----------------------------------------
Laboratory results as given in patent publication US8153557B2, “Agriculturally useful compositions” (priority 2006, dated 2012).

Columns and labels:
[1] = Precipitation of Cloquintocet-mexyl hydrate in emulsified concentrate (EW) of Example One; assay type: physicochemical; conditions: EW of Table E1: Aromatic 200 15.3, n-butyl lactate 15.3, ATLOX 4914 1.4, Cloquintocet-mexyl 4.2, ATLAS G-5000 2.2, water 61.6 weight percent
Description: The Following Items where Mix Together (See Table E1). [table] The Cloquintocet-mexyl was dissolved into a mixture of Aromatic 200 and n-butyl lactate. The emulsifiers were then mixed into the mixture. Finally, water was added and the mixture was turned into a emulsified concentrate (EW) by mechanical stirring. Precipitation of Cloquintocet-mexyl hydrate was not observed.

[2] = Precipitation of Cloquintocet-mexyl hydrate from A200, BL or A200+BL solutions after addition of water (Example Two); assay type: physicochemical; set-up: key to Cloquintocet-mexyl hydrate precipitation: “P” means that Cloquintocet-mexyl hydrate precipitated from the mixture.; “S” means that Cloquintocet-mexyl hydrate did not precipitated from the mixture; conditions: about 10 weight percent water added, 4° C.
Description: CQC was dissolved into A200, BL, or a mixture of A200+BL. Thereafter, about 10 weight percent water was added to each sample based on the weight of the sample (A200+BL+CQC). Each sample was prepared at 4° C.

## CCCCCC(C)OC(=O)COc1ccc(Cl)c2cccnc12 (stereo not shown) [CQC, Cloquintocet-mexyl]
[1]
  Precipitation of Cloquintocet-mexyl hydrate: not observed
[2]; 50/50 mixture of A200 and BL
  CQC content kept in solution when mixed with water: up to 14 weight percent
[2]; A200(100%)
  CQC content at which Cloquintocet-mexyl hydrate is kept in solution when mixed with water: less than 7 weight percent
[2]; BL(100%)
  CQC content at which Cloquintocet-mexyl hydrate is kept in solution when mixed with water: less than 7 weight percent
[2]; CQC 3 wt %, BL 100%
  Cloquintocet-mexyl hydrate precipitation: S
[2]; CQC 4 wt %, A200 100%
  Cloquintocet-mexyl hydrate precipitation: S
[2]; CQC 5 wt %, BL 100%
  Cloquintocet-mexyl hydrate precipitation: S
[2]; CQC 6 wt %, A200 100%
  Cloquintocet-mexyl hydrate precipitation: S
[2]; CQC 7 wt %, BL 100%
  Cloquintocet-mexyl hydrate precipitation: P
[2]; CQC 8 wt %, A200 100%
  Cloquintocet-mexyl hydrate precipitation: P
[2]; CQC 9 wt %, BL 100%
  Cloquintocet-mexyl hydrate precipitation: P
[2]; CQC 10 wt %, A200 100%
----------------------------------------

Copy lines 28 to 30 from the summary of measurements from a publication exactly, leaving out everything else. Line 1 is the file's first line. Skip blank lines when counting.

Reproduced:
[2]; CQC 9 wt %, BL 100%
  Cloquintocet-mexyl hydrate precipitation: P
[2]; CQC 10 wt %, A200 100%